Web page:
Anniversaries help us to remember the past, but they can distort and conceal it too. That much is clear from the commemorations of the ‘Battle of Orgreave’, the violent confrontation between thousands of striking miners and police officers outside a coking plant in South Yorkshire thirty years ago, on 18 June 1984.
The clash was the most dramatic set-piece of the bitter miners’ strike of 1984-85, with numerous injuries inflicted and over 90 pickets arrested. Exactly what happened that day is still hotly contested, with doubts cast on both participants’ testimony and media reporting. The BBC was accused of producing misleading coverage by reordering their footage of the police actions, and the prosecutions of the pickets collapsed due to inconsistencies in the evidence against them (compensation was subsequently paid in out-of-court settlements, but no police officers were charged with misconduct).
These disputes are still not resolved: the Independent Police Complaints Commission (IPCC) is currently considering whether to investigate the activities of the South Yorkshire Police in protecting the plant. There is a strong sense in parts of the local community that the ‘truth’ of that day has not yet been established, and the example of the successful campaign for a public enquiry into the Hillsborough Stadium disaster has motivated others to pursue this case too.
Yet if there is not yet an agreed version of what happened at Orgreave and who was responsible for the outbreak of violence, the wider public meaning of that day seems much clearer. It has become not only the main symbolic incident of the miners’ strike, it has been enshrined as one of the key turning-points in modern British history: the Thatcher government’s moment of victory over the unions which decisively shifted the balance of power away from the organised working class. This is why the battle has had such a powerful cultural presence – perhaps most famously in the Turner-prize winning artist Jeremy Deller’s filmed re-enactment. The twenty-fifth anniversary in 2009 prompted several books, television documentaries and public histories, many reinforcing the view that this was a historic and conclusive defeat.
It is, of course, important to remember and understand the events of Orgreave, but we should not see them as the end of this particular story. There is a danger that Orgreave is casting a shadow over later campaigns against pit closures; the language of battle, defeat and turning-points can imply that future resistance was futile and insignificant. It did not seem like that to people at the time. As part of the Sheffield Stories of Activism project, which I help to run with my colleague Gary Rivett, we have been working with some of the women involved in resisting a later wave of mine closures, announced by the Major Government in October 1992.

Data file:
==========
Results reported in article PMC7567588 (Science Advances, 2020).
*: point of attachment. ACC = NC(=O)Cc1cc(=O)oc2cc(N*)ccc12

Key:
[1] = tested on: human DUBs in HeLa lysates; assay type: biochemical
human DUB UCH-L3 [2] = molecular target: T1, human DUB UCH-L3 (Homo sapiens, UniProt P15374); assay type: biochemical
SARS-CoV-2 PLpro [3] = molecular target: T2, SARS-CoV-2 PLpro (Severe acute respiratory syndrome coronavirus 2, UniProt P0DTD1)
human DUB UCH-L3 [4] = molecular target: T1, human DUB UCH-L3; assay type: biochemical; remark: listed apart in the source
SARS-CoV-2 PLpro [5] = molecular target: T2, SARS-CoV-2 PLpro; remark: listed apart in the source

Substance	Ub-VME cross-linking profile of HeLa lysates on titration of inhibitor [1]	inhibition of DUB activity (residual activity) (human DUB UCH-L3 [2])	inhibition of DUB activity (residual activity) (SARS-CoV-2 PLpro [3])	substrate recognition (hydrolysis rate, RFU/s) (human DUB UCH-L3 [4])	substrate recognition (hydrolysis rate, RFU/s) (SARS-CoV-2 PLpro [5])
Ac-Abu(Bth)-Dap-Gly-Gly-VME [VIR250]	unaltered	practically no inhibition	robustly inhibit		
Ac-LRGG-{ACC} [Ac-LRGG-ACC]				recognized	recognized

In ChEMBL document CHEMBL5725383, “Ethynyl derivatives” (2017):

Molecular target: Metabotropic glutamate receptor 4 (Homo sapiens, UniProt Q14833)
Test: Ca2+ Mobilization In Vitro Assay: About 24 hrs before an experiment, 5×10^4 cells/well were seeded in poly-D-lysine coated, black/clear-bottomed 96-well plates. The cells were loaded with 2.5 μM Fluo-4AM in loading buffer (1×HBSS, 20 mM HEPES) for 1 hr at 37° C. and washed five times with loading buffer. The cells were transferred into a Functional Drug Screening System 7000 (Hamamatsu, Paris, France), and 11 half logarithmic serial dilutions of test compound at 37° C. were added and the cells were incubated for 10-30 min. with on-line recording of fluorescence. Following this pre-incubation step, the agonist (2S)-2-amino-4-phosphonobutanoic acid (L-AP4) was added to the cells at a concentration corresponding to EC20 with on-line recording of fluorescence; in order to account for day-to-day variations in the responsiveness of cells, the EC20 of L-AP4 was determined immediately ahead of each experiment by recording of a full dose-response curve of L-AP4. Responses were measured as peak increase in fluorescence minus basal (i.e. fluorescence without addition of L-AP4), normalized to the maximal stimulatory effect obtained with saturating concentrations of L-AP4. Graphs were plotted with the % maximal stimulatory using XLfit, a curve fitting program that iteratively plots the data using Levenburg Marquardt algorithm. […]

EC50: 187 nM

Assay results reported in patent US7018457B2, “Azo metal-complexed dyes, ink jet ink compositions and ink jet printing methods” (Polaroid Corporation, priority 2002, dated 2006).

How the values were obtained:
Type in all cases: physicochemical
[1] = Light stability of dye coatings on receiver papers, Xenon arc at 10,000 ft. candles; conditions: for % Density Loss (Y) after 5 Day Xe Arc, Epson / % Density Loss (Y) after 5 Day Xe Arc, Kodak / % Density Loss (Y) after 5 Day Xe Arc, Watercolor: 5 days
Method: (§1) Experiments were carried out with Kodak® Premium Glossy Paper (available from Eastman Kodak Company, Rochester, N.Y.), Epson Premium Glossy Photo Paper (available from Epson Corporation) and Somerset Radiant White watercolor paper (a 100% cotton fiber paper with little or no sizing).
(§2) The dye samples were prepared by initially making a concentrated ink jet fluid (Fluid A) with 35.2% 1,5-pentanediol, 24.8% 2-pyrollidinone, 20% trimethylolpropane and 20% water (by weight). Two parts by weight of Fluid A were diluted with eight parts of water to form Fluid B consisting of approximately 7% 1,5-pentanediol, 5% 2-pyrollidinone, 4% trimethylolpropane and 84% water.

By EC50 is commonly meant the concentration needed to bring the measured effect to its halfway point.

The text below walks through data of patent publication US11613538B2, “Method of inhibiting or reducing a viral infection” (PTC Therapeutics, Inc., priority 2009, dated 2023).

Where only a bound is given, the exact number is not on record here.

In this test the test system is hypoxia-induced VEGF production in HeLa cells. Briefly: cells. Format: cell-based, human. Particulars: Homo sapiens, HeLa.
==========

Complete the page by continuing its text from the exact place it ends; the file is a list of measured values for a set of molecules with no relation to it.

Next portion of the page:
Caroline Poland, whose partner was a miner, and other members of Sheffield Women against Pit Closures (SWAPC) set up a women’s pit camp at Houghton Main, near Barnsley. The camp was the hub of a cross-generational campaign, including local school children, with adults and children often staying overnight in caravans or the local youth club. At one point the camp launched a hot air balloon to publicise their cause. It may not have prevented the closure of the pit, but it had real meaning for the people involved, and helped to forge and reinforce bonds in the local community. The Stories of Activism project is currently seeking funding to record and make available the stories of these women, because they have so much to tell.
So when you read about Orgreave in the coming days, don’t be led into thinking that there was nothing left to fight for in its wake. For women like Caroline, there were plenty of battles still to come.
Adrian Bingham is Reader in Modern History at the University of Sheffield specialising in 20th-century Britain and the popular press. He is also involved with the Stories of Activism project, and is a Senior Editor of History & Policy. You can find Adrian’s other History Matters blogs here.
Header image: Paul Castle (far left) and George ‘Geordie’ Brealey (right) at Orgreave, 1984. ©Don McPhee/The Guardian [via Flickr]
Inset image 1: Jeremy Deller and Mike Figgis, The Battle of Orgreave, 2002 [Independent Curators’ International via Flickr]
Inset image 2: Orgreave today [http://underclassrising.net via Flickr]
Are there any useful parallels with Peterloo or the less well known massacre in Preston?
Interesting. They’re very different incidents, so difficult to compare, but Peterloo, like Orgreave, certainly had a powerful impact on ‘the left’ and shaped its view of the state.